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Mutually Assured Stability

Fall 1991 saw U.S. and Soviet leaders display goodwill by pledging to unilaterally consolidate and reduce their nations' arsenals of tactical nuclear weapons in what became the last milestone in the history of U.S.-Soviet arms control. In January 1992, President Boris Yeltsin didn't only confirm earlier pledges but expanded them. Twenty years after, however, the two countries still have thousands of tactical nuclear weapons outside any of the existing international arms control regimes.

Given the scarcity of benefits and abundance of costs of these arsenals, Moscow should join Washington in negotiating measures to bring tactical nukes into the realm of bilateral arms control. The two powers can start with defining the weapons and exchanging information on their past reductions and current stockpiles. They could then negotiate the verifiable reduction of their stockpiles and their consolidation in one or two of the best-guarded facilities.

A number of obstacles have prevented Moscow and Washington from concluding a tactical nuclear weapons treaty, including difficulties in establishing effective accounting and verification procedures, ambiguity of dual-use delivery systems and lack of a common definition of such weapons. Asymmetry in U.S. and Russian tactical arsenals has been another major stumbling block. Russia is currently estimated to have an active stockpile of some 2,000 warheads, while the United States is believed to have about 500.

There is a reason for such asymmetry. While the U.S. Joint Chiefs of Staff see no role for U.S. tactical nuclear weapons in Europe that cannot be performed by either strategic nuclear forces or conventional forces, Russia's General Staff sees a number of utilities in maintaining a formidable number of these devices, both west and east of the Urals.

Russia's strategic documents provide for nuclear weapons to serve as a deterrent against other nuclear states and to respond to large-scale aggression "when the very existence of the state is threatened." These weapons are also expected to compensate for the weakness of the nation's conventional forces vis-a-vis NATO and China.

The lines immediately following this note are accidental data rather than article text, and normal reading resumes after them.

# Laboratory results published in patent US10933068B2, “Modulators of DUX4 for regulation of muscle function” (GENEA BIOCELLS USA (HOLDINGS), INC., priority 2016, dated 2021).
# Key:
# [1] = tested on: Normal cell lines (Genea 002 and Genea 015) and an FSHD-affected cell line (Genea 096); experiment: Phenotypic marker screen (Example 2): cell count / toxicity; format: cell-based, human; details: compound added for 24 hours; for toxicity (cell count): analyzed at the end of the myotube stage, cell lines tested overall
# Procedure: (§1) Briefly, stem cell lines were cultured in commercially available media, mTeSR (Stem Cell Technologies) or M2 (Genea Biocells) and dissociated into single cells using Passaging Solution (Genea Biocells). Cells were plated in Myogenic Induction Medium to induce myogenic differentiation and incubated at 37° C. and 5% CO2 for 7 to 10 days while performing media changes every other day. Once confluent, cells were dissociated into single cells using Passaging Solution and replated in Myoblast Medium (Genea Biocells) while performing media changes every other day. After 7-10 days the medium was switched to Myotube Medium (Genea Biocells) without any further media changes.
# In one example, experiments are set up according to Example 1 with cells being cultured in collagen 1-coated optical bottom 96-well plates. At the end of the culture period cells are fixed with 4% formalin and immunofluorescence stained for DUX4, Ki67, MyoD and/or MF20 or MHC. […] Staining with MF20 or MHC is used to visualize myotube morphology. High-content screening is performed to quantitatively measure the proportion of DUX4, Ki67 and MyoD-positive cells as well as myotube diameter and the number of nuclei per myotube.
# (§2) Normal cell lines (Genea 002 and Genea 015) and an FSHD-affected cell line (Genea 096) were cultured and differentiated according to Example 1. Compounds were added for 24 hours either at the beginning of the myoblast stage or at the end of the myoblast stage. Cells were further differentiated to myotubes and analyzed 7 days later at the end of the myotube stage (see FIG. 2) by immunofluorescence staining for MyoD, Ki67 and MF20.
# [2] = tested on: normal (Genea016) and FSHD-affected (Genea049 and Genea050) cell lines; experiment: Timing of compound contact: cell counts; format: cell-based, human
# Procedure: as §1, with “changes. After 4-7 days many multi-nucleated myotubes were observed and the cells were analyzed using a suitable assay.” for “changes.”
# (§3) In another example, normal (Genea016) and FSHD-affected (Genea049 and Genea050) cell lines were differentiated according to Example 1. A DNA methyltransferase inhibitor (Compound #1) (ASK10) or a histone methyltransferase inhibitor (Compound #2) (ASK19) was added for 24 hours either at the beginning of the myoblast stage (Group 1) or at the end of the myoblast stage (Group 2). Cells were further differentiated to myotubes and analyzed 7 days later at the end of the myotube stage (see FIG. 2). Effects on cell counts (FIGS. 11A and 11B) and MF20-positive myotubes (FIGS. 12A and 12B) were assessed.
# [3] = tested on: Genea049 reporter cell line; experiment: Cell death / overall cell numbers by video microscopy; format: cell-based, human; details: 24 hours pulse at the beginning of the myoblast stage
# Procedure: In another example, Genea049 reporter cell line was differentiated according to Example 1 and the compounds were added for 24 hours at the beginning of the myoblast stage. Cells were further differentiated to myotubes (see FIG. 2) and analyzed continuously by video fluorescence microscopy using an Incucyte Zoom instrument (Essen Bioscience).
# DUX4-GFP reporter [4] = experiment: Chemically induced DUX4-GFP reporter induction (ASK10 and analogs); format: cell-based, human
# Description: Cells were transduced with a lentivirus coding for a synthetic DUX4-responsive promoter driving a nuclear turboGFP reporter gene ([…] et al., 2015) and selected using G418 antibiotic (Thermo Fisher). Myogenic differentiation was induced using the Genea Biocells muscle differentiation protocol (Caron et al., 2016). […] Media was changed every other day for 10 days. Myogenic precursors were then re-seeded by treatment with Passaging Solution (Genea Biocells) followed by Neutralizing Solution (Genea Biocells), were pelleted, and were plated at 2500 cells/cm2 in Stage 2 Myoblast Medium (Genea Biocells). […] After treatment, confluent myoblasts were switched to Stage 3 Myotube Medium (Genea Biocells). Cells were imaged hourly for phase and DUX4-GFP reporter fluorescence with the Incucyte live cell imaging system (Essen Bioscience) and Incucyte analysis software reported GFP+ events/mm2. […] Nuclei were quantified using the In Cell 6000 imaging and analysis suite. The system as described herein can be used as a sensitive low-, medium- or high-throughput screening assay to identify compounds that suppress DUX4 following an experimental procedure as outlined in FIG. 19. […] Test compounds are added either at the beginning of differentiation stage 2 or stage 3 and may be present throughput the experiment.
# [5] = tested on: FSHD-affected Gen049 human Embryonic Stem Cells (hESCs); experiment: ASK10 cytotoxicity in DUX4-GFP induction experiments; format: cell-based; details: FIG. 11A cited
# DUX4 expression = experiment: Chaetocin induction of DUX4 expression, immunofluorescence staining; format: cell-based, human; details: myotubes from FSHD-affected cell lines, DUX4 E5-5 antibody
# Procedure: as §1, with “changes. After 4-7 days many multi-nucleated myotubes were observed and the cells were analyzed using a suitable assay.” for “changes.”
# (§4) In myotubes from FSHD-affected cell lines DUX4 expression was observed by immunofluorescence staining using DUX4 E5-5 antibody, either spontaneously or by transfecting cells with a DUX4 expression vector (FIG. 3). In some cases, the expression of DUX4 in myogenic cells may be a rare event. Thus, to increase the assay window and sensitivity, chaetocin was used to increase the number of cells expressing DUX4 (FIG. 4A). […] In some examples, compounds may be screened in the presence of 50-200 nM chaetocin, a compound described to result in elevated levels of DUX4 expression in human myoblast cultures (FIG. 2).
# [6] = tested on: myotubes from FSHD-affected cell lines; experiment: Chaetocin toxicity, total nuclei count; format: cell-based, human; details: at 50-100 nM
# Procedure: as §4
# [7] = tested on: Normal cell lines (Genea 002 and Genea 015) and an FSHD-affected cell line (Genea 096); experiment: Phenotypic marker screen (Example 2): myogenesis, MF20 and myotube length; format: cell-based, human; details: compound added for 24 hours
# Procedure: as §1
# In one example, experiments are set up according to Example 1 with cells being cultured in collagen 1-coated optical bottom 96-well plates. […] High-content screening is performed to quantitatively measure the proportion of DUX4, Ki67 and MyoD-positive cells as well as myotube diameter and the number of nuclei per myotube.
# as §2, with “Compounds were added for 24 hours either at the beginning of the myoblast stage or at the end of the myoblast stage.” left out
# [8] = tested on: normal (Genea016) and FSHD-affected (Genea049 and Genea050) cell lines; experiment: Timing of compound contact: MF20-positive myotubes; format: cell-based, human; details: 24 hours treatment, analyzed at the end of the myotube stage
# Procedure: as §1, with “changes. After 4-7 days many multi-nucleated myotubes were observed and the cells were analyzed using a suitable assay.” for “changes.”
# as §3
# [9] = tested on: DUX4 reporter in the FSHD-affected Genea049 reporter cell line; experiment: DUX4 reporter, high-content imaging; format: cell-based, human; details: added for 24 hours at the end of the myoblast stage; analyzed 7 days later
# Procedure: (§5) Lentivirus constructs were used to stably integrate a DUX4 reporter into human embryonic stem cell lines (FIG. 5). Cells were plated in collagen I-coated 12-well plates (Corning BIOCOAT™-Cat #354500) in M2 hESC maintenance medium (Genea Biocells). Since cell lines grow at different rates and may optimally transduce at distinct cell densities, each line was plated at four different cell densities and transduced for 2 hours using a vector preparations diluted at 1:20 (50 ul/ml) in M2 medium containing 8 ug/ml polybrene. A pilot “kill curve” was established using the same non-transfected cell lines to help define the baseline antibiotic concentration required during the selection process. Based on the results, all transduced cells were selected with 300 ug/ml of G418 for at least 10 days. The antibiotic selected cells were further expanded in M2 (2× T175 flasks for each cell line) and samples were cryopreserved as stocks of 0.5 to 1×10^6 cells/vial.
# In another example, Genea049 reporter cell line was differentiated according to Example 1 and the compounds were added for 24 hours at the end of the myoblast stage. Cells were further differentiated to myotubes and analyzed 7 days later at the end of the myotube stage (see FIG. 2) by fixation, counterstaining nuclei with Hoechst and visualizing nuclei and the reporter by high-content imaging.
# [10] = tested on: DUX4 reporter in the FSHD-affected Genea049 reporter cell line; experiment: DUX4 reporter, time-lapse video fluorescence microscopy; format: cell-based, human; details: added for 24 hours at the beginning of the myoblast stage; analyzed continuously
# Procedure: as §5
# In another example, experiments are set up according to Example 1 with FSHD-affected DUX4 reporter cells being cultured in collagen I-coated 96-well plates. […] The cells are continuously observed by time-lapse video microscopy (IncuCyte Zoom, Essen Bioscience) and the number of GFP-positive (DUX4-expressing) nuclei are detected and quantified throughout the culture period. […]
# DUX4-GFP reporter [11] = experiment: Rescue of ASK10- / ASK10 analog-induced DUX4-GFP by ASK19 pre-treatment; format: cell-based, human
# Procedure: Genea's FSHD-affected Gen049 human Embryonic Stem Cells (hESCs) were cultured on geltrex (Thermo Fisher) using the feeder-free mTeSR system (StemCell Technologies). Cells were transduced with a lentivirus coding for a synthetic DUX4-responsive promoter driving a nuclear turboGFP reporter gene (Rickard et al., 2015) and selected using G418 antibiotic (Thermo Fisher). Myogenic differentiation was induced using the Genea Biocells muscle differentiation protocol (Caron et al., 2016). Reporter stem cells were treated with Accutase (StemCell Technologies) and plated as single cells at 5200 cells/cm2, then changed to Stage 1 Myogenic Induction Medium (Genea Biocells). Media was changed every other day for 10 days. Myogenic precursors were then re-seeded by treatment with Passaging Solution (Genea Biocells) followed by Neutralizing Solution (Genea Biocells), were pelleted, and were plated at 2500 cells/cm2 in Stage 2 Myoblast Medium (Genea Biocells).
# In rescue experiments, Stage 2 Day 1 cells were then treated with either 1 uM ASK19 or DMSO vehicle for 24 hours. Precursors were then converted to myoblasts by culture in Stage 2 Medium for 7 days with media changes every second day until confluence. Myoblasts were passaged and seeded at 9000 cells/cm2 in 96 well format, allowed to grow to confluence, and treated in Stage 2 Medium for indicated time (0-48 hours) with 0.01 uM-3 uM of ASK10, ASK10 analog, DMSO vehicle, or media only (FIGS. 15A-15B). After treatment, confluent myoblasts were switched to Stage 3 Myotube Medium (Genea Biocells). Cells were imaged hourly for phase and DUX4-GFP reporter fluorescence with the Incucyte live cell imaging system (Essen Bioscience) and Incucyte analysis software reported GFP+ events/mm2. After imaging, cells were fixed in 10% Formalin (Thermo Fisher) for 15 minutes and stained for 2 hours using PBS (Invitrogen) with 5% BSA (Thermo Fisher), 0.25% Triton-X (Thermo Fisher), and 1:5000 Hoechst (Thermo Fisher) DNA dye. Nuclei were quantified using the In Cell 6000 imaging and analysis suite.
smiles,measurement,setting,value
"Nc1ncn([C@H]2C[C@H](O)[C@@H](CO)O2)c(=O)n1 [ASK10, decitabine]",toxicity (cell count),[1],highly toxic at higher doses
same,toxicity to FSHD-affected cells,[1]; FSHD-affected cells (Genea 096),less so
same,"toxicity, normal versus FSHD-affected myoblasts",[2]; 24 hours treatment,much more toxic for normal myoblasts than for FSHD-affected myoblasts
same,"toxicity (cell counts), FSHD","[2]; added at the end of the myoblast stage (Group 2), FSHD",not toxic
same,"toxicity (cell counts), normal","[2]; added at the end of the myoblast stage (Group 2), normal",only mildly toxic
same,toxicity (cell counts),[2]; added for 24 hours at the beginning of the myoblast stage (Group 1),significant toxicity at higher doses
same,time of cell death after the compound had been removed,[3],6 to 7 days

Given such a range of perceived roles, it should come as no surprise that the Russian military-political leadership is reluctant to negotiate a tactical weapons treaty, making it conditional on a number of other issues, including constraints on U.S. missile defense systems.

But can tactical nuclear weapons really play all the roles that Russian strategists assign to them?

Some of these roles are unrealistic, while others can be achieved solely by strategic nuclear weapons, such as deterrence and offsetting conventional force weaknesses.

The role of de-escalating a conventional conflict would look credible if we imagine that the foe is a conventional power. But it would appear disputable if Russia were to fight a nuclear power. Rather than interpret the selective use of tactical weapons by Russia as a de-escalation signal, the nuclear foe in the fog of war may mistake it for the beginning of an all-out nuclear assault and choose to retaliate with its own nuclear weapons.

Of course, it is the Russian military's duty to plan for worst-case scenarios. But Russian generals can cut their tactical nuclear arsenal to the low hundreds and still have more than enough for any combination of contingencies, especially given the size of Russia's strategic arsenal.

While lacking realistic roles, tactical nuclear weapons incur a number of real risks and costs. Because of their relatively low yield, they are more likely than strategic nuclear weapons to be used in a war, which increases the likelihood of the conflict escalating into an all-out nuclear war. Older tactical nuclear devices are more vulnerable to unauthorized use. And these weapons help keep Russia and NATO entrenched in a military standoff that makes little sense 20 years after the end of the Cold War.

It is time that Russia and United States move away from deterrence based on a 20th-century concept of mutually assured destruction. Instead, they should move toward what experts on both sides have referred to as mutually assured stability. Consolidation and reduction of tactical nuclear weapons will facilitate this transition, advancing both countries' common vital interests in preventing the use of nuclear weapons. These measures will also allow Moscow to allocate more funds to building conventional forces capable of countering more imminent threats to Russia's security, such as a low-intensity insurgency or local conflicts, without risking a nuclear Armageddon.

Simon Saradzhyan is a research fellow at Harvard University's Belfer Center.

The views expressed in opinion pieces do not necessarily reflect the position of The Moscow Times.

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